The major change you'll notice when trekking through the labyrinth, though, is the new behind-the-back perspective (in fact, the school exploration also features a similar view). While this would seem a mere aesthetic change at first glance, I found it had the added effect of making it far more difficult to catch enemies off-guard. In battle, foes seem quicker to exploit weaknesses, and bosses are far more ruthless in their aggression. In fact, the whole experience feels much more frantic and stressful, especially given the game's backdrop -- every action has grave consequences, and I came to feel a gnawing, palpable sense of dread. In Persona 3, I'd often kick back and enter cruise control -- and go cruisin' for the ladies. Persona 4's pace may well slow down later on, but I sure didn't feel it in the first 10 hours. The game plays out like an "expert" version of Persona 3, and it never stops to hold your hand.
For many players, Persona's unique appeal lies in its social-sim aspects -- and for simpletons who might thoughtlessly deride the series as simply playing out lonely otaku fantasies, it goes much deeper than simply "dating anime chicks." For example, Persona 3 featured potential friendships with characters as diverse as a nightclub-frequenting Buddhist monk and a young girl coming to terms with her parents' divorce, and Persona 4 appears to continue this trend. Don't expect to see Persona 3 favorites like class clown Junpei and academic marvel Mitsuru replicated in whole, either -- though they certainly embody familiar high school archetypes, Persona 4's cast feels fresh, energetic, and wholly charming. Most importantly, though, they're all intriguing enough that you want to get to know them better.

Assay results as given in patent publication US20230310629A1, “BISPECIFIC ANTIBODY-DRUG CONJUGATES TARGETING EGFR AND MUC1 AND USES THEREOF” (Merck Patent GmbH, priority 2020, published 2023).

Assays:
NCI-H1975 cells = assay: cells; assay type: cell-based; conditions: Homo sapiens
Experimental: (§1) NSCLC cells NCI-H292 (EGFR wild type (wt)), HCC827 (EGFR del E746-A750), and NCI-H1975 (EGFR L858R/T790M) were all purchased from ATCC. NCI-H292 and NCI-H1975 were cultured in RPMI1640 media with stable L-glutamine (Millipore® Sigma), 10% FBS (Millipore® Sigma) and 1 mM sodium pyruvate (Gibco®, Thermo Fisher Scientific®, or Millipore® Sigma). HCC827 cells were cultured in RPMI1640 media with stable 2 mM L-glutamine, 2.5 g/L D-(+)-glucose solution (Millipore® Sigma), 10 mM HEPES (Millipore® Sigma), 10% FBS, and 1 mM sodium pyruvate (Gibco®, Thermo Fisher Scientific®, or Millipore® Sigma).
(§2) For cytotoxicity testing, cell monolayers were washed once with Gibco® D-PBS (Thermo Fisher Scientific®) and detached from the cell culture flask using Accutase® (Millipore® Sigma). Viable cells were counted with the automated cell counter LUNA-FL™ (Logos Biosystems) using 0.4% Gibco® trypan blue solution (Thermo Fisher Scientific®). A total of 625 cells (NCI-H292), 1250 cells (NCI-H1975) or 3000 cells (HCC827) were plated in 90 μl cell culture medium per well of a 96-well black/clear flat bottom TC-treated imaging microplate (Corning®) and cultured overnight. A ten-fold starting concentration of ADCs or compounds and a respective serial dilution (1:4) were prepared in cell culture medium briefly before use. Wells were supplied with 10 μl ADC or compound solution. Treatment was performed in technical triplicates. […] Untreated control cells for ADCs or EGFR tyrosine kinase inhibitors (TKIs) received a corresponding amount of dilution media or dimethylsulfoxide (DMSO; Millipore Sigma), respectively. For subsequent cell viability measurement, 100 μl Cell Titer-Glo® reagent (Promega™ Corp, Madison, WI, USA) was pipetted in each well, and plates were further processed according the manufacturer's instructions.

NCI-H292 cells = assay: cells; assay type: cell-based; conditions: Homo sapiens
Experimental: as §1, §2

While I immediately gravitated to most of the cast, one character's shrill, screeching demeanor failed to charm. If you're a Japanophile, you're no doubt familiar with Doraemon, a cyborg feline who's been an ubiquitous presence in Japanese pop culture since his late-'60s debut (in fact, the Japanese government even recently "appointed" him its international anime ambassador). Spend even a little time on the archipelago and you'll soon become regrettably familiar with this time-traveling cat's constantly flapping gums and piercing, shrieking, unbearably annoying vocalization (can you tell I've never been a fan?). Now, imagine an even more irksome version, and you've got a good idea of what to expect with one of Persona 4's ancillary characters. Doraemon's always been huge in Asia, but since we don't have a history with him in the West or an equivalent character to draw inspiration from, I seriously worry that what invokes childhood nostalgia in Japanese gamers might seriously grate on American ears. We prefer our anthropomorphic animals cynical and sardonic -- see Garfield and Brian from Family Guy -- not overly shrill and creepily earnest. I'm pretty confident that Atlus can nail the rest of the localization in spite of Persona 4's intrinsic "Japaneseness" -- if they can successfully pull off this character on the other side of the Pacific, though, I'll be truly impressed.
The game's North American release is still a little under five months off, so if you're a series neophyte, I'd highly recommend tracking down a copy of Persona 3 or Persona 3: FES before jumping straight into Persona 4 this December. And if you're a veteran of the franchise, it sure wouldn't hurt to revisit the earlier games and sharpen your demon-summoning skills. Trust me -- you're gonna need 'em.
Looks very good & I'm sure they'll change certain things about that jpop character when it gets translated.
All in all looking forward to it.